Twitter and Tear Gas The Power and Fragility of Networked Protest Zeynep Tufekci

Format:
Hardback
Publication date:
16 May 2017
ISBN:
9780300215120
Imprint:
Yale University Press
Dimensions:
360 pages: 235 x 156mm

A firsthand account and incisive analysis of modern protest, revealing internet-fueled social movements’ greatest strengths and frequent challenges

To understand a thwarted Turkish coup, an anti–Wall Street encampment, and a packed Tahrir Square, we must first comprehend the power and the weaknesses of using new technologies to mobilize large numbers of people. An incisive observer, writer, and participant in today’s social movements, Zeynep Tufekci explains in this accessible and compelling book the nuanced trajectories of modern protests—how they form, how they operate differently from past protests, and why they have difficulty persisting in their long-term quests for change.
 
Tufekci speaks from direct experience, combining on-the-ground interviews with insightful analysis. She describes how the internet helped the Zapatista uprisings in Mexico, the necessity of remote Twitter users to organize medical supplies during Arab Spring, the refusal to use bullhorns in the Occupy Movement that started in New York, and the empowering effect of tear gas in Istanbul’s Gezi Park. These details from life inside social movements complete a moving investigation of authority, technology, and culture—and offer essential insights into the future of governance.

Zeynep Tufekci is a contributing opinion writer for the New York Times, associate professor at the University of North Carolina School of Information and Library Science, and a faculty associate at the Harvard Berkman Klein Center for Internet and Society. In this photograph, taken at the Gezi Park protests in Turkey, she wears a helmet, essential for protesters facing tear gas canisters shot into the crowd.

"[Tufekci's] personal experience in the squares and streets, melded with her scholarly insights on technology and communication platforms, makes Twitter and Tear Gas such an unusual and illuminating work . . . . Will be long cited, deservedly, by activists, technologists, and others grasping at the relationship between our causes and our screens. Twitter and Tear Gas is a book that, superimposed on a seemingly familiar landscape, utterly transforms the view."—Carlos Lozada, Washington Post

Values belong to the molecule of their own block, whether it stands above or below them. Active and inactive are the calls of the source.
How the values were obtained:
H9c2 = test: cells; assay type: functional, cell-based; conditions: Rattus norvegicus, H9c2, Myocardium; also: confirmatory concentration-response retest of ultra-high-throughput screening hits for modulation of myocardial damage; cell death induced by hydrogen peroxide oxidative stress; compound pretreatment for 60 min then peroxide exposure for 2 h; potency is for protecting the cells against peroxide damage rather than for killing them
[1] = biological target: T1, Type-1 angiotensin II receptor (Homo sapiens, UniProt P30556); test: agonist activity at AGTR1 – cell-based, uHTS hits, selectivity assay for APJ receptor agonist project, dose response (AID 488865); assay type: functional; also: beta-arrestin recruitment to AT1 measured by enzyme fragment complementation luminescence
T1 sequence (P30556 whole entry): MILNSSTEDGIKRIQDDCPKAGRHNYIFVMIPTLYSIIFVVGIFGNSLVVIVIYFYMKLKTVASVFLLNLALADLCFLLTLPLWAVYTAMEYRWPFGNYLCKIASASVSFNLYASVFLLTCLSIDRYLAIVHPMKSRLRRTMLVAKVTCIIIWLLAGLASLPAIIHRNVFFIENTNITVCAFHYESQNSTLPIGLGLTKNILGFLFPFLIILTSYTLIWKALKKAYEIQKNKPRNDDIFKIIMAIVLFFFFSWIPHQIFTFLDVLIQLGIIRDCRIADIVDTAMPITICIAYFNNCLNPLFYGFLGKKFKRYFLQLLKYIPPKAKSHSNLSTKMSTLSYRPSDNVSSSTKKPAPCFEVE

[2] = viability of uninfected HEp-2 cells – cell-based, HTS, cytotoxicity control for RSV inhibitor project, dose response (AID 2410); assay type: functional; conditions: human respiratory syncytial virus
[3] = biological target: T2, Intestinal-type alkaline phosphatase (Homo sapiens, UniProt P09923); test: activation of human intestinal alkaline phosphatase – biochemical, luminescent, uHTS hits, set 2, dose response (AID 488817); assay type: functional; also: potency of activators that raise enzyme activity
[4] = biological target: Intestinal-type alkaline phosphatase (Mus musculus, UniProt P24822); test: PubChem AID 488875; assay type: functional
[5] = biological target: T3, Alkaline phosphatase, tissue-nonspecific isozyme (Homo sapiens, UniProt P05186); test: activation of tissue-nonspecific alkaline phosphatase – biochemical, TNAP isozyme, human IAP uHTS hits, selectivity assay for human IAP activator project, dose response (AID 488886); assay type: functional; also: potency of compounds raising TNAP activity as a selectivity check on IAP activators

"This comprehensive, thought-provoking work makes a valuable contribution to understanding recent political developments and provides a clear path by which grassroots organizers can improve future efforts."—Publishers Weekly

“Tufekci understands 21st-century protest movements both as a scholar and as a participant, from the Arab Spring to Zucotti Park. In Twitter and Tear Gas, she merges her experiences into a singularly brilliant examination of how movements work and when they don't.”—Clay Shirky, author of Here Comes Everybody and Cognitive Surplus

“A striking and original conclusion: today’s low barrier for organizing a movement can also lead to its long-term frustrations. Tufekci’s superb book will define the debate on social protest for years to come.”—Dani Rodrik, author of Economic Rules: The Rights and Wrongs of the Dismal Science

"A brilliant work. In a world of tweet-sized summary judgments, Tufekci provides readers with a depth of analysis and important insights that ought to be read by every diplomat and activist."—Alec Ross, former Senior Advisor for Innovation, U.S. Department of State

“Tufekci is undoubtedly the most qualified person in the world to explain the meaning of political collective actions catalyzed and coordinated by social media. She knows the technology, the social science, and the politics—and she is the rare academic observer who was at the scene, from Istanbul to Cairo to New York.”—Howard Rheingold, author of Smart Mobs: The Next Social Revolution

“Informative and exciting read! Tufekci is in the perfect spot between activist and researcher to provide insights that only few can. This book sets new grounds for the analysis of social media and political mobilization.”—Rasha Abdulla, author of The Internet in the Arab World: Egypt and Beyond